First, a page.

A New Housing Boom? Don’t Count on It

Profits, morality, and cancer screening

Opinion: Why Jolie's cancer test costs so much -

Fighting both hunger and obesity!

Saturday, May 25, 2013

Employment Increases

This article discusses the recovery in America in terms of employment.  However, Ben Bernanke Thinks this will not continue.  "The job market is improving, but that higher taxes and government spending cuts likely will slow economic growth this year."  What does everyone think?

Applications for unemployment aid fall

Fewer Homeless

This an article about how even through these terrible financial crisis we are struggling to recover from, there are less homeless people.  Let me know your thoughts about this huge recurring issue.  

Friday, May 24, 2013

As(z?)ia Rises

This video discuses the rise of Asian countries in the world economy.  What do you guys think?  Will these trends continue?  For how long?

Hans Rosling: Asia's rise -- how and when

Thursday, May 23, 2013

Obama's Political Appointments

In the movie we watched on Tuesday we saw that many of Obama's economic appointments were people already from the world of finance, many of which caused of took advantage of the low level of regulation.  Here is an article discussing some of the partisanship involved in making political appointments.  It is also about the Consumer Financial Protection Bureau.

Elizabeth Warren: Richard Cordray Stalling By GOP 'Is About Keeping The Game Rigged'

Financial crisis: 25 people at the heart of the meltdown – where are they now?
This article is very interesting and connects well with the movie Ryan showed us on Tuesday in class. What do you guys think?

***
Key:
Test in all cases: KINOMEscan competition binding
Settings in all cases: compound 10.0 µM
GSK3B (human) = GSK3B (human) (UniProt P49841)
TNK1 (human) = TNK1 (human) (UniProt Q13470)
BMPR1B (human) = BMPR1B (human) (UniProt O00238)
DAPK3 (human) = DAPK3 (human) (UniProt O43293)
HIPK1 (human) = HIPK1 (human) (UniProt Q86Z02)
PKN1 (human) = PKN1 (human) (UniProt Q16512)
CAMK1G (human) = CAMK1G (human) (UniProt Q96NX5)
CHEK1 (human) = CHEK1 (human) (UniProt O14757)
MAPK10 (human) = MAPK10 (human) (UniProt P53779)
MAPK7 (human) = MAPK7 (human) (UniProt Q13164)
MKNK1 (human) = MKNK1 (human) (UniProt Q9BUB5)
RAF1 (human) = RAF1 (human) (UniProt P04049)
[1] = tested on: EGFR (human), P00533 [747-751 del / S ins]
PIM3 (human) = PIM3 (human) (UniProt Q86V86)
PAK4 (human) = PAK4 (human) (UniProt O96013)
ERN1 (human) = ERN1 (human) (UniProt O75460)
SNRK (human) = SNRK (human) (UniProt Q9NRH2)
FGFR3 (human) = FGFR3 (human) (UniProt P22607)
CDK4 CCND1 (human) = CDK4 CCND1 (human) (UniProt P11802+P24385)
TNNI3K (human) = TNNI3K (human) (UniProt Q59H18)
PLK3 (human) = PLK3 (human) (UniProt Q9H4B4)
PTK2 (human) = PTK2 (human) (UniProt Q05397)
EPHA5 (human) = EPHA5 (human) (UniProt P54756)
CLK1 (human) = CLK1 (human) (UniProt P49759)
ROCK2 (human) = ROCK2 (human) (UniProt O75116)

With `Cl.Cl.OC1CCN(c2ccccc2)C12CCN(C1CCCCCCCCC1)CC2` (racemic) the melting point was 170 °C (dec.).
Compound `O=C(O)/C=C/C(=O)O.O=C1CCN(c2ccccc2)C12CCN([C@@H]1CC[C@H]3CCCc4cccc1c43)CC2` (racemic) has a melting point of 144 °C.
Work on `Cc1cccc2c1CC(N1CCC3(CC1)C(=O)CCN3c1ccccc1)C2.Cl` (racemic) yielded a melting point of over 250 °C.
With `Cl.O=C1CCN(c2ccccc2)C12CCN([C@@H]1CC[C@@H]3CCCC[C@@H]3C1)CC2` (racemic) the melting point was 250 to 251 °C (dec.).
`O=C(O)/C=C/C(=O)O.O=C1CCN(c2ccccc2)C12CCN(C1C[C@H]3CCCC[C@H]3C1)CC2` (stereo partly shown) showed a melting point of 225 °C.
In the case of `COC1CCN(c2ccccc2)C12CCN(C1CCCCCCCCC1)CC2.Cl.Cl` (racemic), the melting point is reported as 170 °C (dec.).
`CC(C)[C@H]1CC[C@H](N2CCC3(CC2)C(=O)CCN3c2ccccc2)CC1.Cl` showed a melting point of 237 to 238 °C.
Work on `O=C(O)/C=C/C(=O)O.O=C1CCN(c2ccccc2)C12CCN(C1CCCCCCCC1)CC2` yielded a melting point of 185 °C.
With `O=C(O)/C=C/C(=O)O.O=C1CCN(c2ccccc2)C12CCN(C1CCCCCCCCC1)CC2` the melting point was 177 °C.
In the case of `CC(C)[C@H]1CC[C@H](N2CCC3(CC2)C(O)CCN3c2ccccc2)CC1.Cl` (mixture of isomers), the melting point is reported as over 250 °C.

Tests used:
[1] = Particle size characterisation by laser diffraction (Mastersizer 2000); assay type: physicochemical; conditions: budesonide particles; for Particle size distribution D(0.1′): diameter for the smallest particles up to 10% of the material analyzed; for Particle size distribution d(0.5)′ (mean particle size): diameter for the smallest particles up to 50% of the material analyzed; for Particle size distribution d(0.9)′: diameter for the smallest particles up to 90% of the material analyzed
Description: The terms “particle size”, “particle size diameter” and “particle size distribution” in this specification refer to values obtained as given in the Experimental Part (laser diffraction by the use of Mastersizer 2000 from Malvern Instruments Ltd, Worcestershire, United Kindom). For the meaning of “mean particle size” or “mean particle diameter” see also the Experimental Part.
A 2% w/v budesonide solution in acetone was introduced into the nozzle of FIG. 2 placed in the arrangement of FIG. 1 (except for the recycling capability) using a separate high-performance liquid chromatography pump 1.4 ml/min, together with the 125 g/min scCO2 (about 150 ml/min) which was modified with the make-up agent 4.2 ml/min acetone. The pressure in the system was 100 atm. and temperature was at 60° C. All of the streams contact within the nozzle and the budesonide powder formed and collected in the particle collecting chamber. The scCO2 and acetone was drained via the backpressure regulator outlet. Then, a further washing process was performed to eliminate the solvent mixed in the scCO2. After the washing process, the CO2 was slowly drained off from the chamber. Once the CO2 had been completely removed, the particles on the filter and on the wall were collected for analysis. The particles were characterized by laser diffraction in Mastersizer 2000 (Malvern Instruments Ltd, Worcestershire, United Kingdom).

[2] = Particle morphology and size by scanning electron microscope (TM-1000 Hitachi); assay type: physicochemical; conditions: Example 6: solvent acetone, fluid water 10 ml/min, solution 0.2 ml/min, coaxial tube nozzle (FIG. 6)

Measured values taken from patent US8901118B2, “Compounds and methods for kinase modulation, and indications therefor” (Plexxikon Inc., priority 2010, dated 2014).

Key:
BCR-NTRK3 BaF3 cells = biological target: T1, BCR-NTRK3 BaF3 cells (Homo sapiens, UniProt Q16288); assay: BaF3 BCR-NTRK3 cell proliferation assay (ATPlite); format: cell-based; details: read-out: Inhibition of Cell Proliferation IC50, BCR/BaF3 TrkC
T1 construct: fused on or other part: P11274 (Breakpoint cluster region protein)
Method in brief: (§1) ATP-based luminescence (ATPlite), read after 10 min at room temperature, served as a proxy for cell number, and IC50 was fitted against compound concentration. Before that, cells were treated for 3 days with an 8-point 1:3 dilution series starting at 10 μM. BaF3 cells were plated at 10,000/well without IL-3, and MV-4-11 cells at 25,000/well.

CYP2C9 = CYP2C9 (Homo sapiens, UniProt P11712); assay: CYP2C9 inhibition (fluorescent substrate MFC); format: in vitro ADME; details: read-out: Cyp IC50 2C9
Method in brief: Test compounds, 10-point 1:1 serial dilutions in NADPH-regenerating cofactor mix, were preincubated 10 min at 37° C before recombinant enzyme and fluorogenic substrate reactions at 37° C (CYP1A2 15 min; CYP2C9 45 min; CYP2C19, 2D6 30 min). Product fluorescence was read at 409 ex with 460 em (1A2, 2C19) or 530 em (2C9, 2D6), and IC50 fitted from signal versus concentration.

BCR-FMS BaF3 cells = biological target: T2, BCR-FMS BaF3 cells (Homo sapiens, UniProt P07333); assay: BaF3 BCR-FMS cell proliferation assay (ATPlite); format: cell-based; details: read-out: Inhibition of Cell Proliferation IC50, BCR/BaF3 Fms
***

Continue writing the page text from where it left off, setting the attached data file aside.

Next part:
America: Bladerunner With Food Stamps - Business Insider

How do we create a meaningful future for the middle class?

America: Bladerunner With Food Stamps - Business Insider

So lets play monopoly

Erica must have had this card last Tuesday night:

obama.jpg (JPEG Image, 715 × 445 pixels)

Fed Pours Huge Sums Into Foreign Bank Coffers: no wonder we can't fund health care and education

Look at the graphs and remember that the unit of measurement is in trillions of dollars.......

Fed Pours Huge Sums Into Foreign Bank Coffers | The Big Picture

Wednesday, May 22, 2013

The 1 Chart That Reveals Just How Grossly Unfair The U.S. Tax System Has Become

 federal revenue

The 1 Chart That Reveals Just How Grossly Unfair The U.S. Tax System Has Become

Death in Parched Farm Field Reveals Growing India Water Tragedy - Bloomberg’s the loss of water rights to heavy industry, the worst drought in four decades and the rise in debt that follows that’s causing farmers to take their own lives.In 2003, Maharashtra -- which is bigger than Italy and has a population of 112 million or about the same as Mexico -- gave industries and municipalities access to 25 percent of the water in its irrigation reservoirs. Power plants were the biggest beneficiaries, prompting a spurt of investment, according to a March report by Pune-based non-profit advocacy group Prayas.“Water for food and water for industry is a debate on in much of the world, and we’re no exception,” Sachin Kalantre, a deputy administrator in Maharashtra’s Amravati town, said in an interview. “The way out is for both to work together. There has to be a consensus,” he said, with a picture of a waterfall filling the wall of his office behind him.More than 2,200 farmers in India committed suicide in the past four years, as water loss and drought drove them deeper into debt.
Death in Parched Farm Field Reveals Growing India Water Tragedy - Bloomberg

Young People and Recession

These two articles discuss the consequences of both joining the workforce during a recession, and of being born in a recession.  We will all shortly be joining the workforce, and the generation behind us is currently being born in recession.  What affects could our low wages and future teen delinquency have on society/the economy?  Can anyone make a prediction to tie them together?

Starting career during recession can damage salary for decades

Babies Born During Recession More Likely To Exhibit Delinquent Behavior As Teens

Elizabeth Warren on the Brown-Vitter legislation to break up the banks

Elizabeth Warren Challenges Treasury Secretary Lew on Too Big To Fail - YouTube

Seeing may be believing but data is also helpful

The Four Charts That Really Matter - Arctic Sea Ice

Climate Change Before And After Pictures - Business Insider

Seeing is believing?